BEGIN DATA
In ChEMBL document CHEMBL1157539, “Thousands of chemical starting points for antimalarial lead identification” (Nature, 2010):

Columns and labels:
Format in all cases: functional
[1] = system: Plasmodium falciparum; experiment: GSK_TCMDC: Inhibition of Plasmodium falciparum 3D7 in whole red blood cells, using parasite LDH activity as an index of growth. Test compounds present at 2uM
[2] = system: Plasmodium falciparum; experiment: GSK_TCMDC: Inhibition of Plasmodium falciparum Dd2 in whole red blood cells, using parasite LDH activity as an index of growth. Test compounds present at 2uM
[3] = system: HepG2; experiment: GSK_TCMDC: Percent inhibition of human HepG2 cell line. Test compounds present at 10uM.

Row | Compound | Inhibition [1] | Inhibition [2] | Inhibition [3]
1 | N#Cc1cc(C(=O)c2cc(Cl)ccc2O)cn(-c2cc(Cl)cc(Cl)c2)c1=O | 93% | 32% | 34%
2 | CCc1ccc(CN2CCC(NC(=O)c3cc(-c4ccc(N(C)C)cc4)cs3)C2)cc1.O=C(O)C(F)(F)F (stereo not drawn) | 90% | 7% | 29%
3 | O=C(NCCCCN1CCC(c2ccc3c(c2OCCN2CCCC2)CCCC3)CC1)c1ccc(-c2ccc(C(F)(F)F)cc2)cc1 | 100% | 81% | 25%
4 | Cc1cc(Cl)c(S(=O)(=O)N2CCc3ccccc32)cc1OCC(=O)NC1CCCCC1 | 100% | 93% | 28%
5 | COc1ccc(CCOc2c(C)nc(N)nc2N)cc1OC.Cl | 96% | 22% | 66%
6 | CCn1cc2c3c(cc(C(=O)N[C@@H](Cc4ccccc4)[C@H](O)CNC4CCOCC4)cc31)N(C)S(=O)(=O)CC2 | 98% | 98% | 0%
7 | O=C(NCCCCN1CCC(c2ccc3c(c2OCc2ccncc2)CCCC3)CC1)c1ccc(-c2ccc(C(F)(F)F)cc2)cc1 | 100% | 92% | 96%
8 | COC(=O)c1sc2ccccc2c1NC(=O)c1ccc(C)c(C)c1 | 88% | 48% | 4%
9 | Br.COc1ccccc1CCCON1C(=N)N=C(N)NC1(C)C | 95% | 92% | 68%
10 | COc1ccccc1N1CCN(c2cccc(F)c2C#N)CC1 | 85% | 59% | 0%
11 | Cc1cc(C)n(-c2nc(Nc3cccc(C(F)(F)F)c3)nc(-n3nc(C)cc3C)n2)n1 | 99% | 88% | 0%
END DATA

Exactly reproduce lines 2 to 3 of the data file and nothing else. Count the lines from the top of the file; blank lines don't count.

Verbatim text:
Columns and labels:
Format in all cases: functional